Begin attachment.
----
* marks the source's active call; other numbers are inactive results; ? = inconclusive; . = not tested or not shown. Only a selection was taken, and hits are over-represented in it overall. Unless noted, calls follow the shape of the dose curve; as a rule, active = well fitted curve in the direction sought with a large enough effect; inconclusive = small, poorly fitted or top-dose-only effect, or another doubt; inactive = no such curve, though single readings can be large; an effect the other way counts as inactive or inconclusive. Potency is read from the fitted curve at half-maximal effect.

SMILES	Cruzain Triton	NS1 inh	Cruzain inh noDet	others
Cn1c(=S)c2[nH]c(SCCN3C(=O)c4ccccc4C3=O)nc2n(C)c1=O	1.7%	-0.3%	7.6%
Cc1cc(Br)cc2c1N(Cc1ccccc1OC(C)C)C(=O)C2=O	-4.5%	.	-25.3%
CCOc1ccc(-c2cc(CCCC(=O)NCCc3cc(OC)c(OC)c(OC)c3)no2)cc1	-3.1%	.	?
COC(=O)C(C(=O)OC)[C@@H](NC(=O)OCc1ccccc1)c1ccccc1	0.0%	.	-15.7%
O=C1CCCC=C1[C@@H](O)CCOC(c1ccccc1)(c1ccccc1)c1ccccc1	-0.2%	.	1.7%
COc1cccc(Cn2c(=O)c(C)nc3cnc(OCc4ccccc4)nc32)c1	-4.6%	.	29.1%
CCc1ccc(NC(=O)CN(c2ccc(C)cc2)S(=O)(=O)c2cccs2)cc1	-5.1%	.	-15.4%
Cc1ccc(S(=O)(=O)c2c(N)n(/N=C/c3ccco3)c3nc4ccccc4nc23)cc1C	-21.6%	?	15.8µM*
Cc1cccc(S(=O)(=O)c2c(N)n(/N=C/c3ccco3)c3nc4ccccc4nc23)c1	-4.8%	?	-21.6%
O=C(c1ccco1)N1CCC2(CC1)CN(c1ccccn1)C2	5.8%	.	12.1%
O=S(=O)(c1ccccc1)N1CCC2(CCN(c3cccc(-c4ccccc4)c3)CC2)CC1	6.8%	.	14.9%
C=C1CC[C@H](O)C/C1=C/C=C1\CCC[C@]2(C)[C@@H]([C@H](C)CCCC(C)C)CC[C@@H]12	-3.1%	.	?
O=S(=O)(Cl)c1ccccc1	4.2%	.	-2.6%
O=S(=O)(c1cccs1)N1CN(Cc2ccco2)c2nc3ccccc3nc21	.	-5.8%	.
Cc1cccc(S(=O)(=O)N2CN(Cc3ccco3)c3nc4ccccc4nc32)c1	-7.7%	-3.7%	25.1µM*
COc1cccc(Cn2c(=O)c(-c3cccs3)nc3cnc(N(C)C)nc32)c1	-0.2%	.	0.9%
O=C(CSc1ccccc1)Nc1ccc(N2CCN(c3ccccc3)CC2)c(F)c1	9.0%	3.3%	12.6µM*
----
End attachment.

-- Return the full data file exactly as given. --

* marks the source's active call; other numbers are inactive results; ? = inconclusive; . = not tested or not shown. Only a selection was taken, and hits are over-represented in it overall. Unless noted, calls follow the shape of the dose curve; as a rule, active = well fitted curve in the direction sought with a large enough effect; inconclusive = small, poorly fitted or top-dose-only effect, or another doubt; inactive = no such curve, though single readings can be large; an effect the other way counts as inactive or inconclusive. Potency is read from the fitted curve at half-maximal effect.

SMILES	Cruzain Triton	NS1 inh	Cruzain inh noDet	others
Cn1c(=S)c2[nH]c(SCCN3C(=O)c4ccccc4C3=O)nc2n(C)c1=O	1.7%	-0.3%	7.6%
Cc1cc(Br)cc2c1N(Cc1ccccc1OC(C)C)C(=O)C2=O	-4.5%	.	-25.3%
CCOc1ccc(-c2cc(CCCC(=O)NCCc3cc(OC)c(OC)c(OC)c3)no2)cc1	-3.1%	.	?
COC(=O)C(C(=O)OC)[C@@H](NC(=O)OCc1ccccc1)c1ccccc1	0.0%	.	-15.7%
O=C1CCCC=C1[C@@H](O)CCOC(c1ccccc1)(c1ccccc1)c1ccccc1	-0.2%	.	1.7%
COc1cccc(Cn2c(=O)c(C)nc3cnc(OCc4ccccc4)nc32)c1	-4.6%	.	29.1%
CCc1ccc(NC(=O)CN(c2ccc(C)cc2)S(=O)(=O)c2cccs2)cc1	-5.1%	.	-15.4%
Cc1ccc(S(=O)(=O)c2c(N)n(/N=C/c3ccco3)c3nc4ccccc4nc23)cc1C	-21.6%	?	15.8µM*
Cc1cccc(S(=O)(=O)c2c(N)n(/N=C/c3ccco3)c3nc4ccccc4nc23)c1	-4.8%	?	-21.6%
O=C(c1ccco1)N1CCC2(CC1)CN(c1ccccn1)C2	5.8%	.	12.1%
O=S(=O)(c1ccccc1)N1CCC2(CCN(c3cccc(-c4ccccc4)c3)CC2)CC1	6.8%	.	14.9%
C=C1CC[C@H](O)C/C1=C/C=C1\CCC[C@]2(C)[C@@H]([C@H](C)CCCC(C)C)CC[C@@H]12	-3.1%	.	?
O=S(=O)(Cl)c1ccccc1	4.2%	.	-2.6%
O=S(=O)(c1cccs1)N1CN(Cc2ccco2)c2nc3ccccc3nc21	.	-5.8%	.
Cc1cccc(S(=O)(=O)N2CN(Cc3ccco3)c3nc4ccccc4nc32)c1	-7.7%	-3.7%	25.1µM*
COc1cccc(Cn2c(=O)c(-c3cccs3)nc3cnc(N(C)C)nc32)c1	-0.2%	.	0.9%
O=C(CSc1ccccc1)Nc1ccc(N2CCN(c3ccccc3)CC2)c(F)c1	9.0%	3.3%	12.6µM*